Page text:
Angelou is focus of Women’s Center book discussion

Located inside Dewey Hall, the Johnson State College Women’s Center is a welcoming resource for students not only seeking personal help, advice, and resources related to women’s health issues, but also an all-inclusive book club offering readings and discussions on topics ranging from women’s issues, sexual harassment, and sexual health, to poverty, foster care, and body awareness.

Towards the end of the fall and spring academic semesters, members of the Women’s Center book club meet to discuss, debate, and explore the book they chose to read throughout the past semester. For the spring 2016 semester, members of the Women’s Center book club read the autobiography “Why the Caged Bird Sings” by Maya Angelou.

Members of the Women’s Center held a group book discussion for the autobiography on March 25 in the Women’s Center. This was the final book discussion of the 2016 spring semester and the last discussion that senior Samantha Gorton participated in while enrolled as a student at JSC, along with Karen Madden, director of Academic Support services.

“The book discussion provides an environment for people who care about similar issues or important topics and allows students to be a part of a social event that may be significant or beneficial to them.
There are many conversations that students, especially female students, want to be involved in but may not otherwise get the chance to talk about those issues or topics,” said Gorton. “It’s an opportunity for young women to connect with others about subjects that interest them or have impacted them at one point in their life.”

Gorton has worked at and been a member of the Women’s Center since her sophomore year at JSC in 2012. Her role at the Women’s Center is to be available for students who are seeking personal help, someone to speak with privately, a place to relax while working on assignments, or simply good company.

“In addition to the Women’s Center being a place to raise awareness, it is also a place for women to go when they are not feeling safe, if they need to talk about personal issues such as if a student has been sexually harassed, raped, or if they may think that they are pregnant,” said Gorton.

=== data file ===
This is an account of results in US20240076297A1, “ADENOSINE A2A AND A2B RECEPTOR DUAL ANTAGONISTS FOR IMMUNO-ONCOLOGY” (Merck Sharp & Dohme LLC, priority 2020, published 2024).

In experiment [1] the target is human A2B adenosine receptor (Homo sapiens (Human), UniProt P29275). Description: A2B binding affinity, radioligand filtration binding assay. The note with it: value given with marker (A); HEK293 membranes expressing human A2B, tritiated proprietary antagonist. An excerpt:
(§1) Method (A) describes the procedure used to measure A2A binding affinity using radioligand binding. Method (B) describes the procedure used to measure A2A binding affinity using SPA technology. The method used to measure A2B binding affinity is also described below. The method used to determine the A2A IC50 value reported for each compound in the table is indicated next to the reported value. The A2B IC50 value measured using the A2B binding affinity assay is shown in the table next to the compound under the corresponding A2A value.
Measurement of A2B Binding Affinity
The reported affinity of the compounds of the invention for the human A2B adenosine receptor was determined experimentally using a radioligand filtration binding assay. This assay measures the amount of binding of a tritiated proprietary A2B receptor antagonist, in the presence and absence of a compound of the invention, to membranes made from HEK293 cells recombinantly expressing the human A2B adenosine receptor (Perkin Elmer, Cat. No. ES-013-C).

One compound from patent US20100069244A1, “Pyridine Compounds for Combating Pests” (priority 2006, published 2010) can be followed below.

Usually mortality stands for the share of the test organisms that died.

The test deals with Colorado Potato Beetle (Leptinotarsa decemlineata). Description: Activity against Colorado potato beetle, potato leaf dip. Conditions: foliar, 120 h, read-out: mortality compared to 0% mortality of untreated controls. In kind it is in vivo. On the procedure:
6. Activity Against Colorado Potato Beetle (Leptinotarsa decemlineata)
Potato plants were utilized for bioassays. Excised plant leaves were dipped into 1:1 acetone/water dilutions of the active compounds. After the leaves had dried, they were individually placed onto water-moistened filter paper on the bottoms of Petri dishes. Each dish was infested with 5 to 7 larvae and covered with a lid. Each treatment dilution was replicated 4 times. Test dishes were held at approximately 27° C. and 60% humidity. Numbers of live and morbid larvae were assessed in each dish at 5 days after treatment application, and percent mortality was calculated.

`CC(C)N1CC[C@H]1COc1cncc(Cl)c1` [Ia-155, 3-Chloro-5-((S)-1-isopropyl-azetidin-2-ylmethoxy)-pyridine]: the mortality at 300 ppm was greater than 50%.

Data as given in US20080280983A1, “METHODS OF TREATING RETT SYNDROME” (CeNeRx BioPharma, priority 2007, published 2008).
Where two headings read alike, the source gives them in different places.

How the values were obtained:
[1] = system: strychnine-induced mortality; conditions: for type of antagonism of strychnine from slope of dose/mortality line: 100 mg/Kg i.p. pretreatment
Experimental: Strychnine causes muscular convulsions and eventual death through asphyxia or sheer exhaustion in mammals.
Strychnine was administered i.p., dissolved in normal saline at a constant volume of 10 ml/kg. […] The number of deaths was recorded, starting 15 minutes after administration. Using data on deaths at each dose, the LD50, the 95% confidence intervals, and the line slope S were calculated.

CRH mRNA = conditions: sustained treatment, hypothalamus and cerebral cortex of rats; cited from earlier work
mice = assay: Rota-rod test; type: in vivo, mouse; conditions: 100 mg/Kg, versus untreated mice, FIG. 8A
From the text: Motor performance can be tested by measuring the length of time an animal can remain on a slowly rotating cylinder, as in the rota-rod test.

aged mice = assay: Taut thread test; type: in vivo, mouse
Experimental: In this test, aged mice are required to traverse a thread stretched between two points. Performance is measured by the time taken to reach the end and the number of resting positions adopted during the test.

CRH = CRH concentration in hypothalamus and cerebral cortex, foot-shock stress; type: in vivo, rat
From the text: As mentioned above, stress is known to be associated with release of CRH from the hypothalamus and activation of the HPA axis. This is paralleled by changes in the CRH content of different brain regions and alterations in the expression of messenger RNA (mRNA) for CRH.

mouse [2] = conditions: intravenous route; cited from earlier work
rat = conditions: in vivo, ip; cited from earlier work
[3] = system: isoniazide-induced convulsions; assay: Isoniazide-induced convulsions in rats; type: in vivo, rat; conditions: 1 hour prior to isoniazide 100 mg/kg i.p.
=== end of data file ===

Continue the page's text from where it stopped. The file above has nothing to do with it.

While the Women’s Center primarily deals with issues and discussions pertaining to female students, Gorton said that the Women’s Center is open to all students of any gender at JSC.

“The Women’s Center is not just about sex and women’s health, which is a belief that many students have about the Women’s Center,” said Gorton. “It is also a place to go to relax, socialize with other students, and to become involved in the JSC community.”

The Women’s Center offers a variety of resources and has access to information regarding safe sex, physical health, mental health, and physical safety. It offers brochures and phone numbers to different community resources such as the Clarina Howard Nichols Center, Planned Parenthood, and local mental health clinics.

“Some of the main issues that we have raised awareness about in the last few years include poverty, foster care, breast cancer, sexual assault, first generation college students, single mothers, and women’s history,” said Gorton.

During her years working for the Women’s Center, Gorton has also been involved in organizing and participating in a variety of community outreach events on JSC campus. These events include a presentation of a project about body awareness and women’s portrayal in the media, weekly yoga sessions at the Women’s Center, and hosting a showing of the film “Miss Representation,” a 2011 documentary film about sexism within American society and the media.

In the past, Gorton has also helped the Women’s Center create a team of students to represent TRiO and the Women’s Center to help fundraise for the Relay for Life event, a fundraising event for cancer research and awareness that took place at JSC during the academic years 2014 and 2015. The team ended up fundraising over $2000 over the course of two and a half years and earning first place both years for raising the most money.

“It has been our goal to get more students, especially women, involved in the Women’s Center,” said Gorton. “There are many issues to be addressed, whether it be body awareness, stress relief, sexual harassment, or simply being a busy student, and by students being involved in the Women’s Center students can join together and become involved in the things that interest them the most.”

While this is Gorton’s last year representing the Women’s Center, she said she sees a lot of potential for the Women’s Center in the future and for the young women who will take her place after she graduates.

Gorton said that the Women’s Center played a significant role in her development as a student and a young woman throughout her years at JSC and hopes that other students are able to have positive and impactful experiences with the Women’s Center.

“If a student is in need of additional supports, there is typically a student working in the Women’s Center that will be able to assist with helping that student gain access to whatever resource is needed,” said Gorton. “It is important for students to know that regardless of who is working in the Women’s Center at that time, they will be non-judgmental and happy to help no matter what situation that student may be in, and that we are there to serve upon request.”